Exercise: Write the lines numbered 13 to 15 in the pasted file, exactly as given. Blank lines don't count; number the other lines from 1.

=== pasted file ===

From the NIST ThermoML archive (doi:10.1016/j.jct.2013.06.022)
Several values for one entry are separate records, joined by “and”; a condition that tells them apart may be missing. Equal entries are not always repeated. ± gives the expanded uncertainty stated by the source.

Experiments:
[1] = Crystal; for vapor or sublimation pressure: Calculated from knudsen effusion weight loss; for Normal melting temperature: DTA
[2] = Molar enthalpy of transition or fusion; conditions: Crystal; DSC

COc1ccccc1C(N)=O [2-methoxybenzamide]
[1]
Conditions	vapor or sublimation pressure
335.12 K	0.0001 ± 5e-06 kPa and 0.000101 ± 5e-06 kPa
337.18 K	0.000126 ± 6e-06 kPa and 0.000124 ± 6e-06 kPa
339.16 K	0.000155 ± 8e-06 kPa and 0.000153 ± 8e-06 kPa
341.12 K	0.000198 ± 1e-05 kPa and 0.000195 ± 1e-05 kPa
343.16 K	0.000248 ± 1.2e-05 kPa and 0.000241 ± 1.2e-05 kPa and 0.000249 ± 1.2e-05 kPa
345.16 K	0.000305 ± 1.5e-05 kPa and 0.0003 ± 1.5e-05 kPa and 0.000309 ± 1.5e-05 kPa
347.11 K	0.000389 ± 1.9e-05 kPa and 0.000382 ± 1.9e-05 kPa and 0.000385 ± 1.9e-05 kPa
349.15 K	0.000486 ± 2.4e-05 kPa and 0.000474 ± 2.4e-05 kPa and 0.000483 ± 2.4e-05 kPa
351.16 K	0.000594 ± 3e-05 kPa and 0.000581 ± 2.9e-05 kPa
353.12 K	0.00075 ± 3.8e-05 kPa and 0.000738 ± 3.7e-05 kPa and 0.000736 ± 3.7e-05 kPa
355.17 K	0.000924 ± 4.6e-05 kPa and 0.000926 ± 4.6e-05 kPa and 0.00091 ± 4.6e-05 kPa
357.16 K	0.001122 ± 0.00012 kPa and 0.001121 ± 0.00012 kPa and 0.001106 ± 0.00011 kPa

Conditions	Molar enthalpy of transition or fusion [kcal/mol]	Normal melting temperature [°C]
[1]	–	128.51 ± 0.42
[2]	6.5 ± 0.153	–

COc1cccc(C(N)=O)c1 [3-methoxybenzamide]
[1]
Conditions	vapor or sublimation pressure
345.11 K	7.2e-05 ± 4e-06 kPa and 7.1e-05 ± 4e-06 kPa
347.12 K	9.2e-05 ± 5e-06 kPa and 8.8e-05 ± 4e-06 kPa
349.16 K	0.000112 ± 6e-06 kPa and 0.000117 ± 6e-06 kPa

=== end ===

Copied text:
343.16 K	0.000248 ± 1.2e-05 kPa and 0.000241 ± 1.2e-05 kPa and 0.000249 ± 1.2e-05 kPa
345.16 K	0.000305 ± 1.5e-05 kPa and 0.0003 ± 1.5e-05 kPa and 0.000309 ± 1.5e-05 kPa
347.11 K	0.000389 ± 1.9e-05 kPa and 0.000382 ± 1.9e-05 kPa and 0.000385 ± 1.9e-05 kPa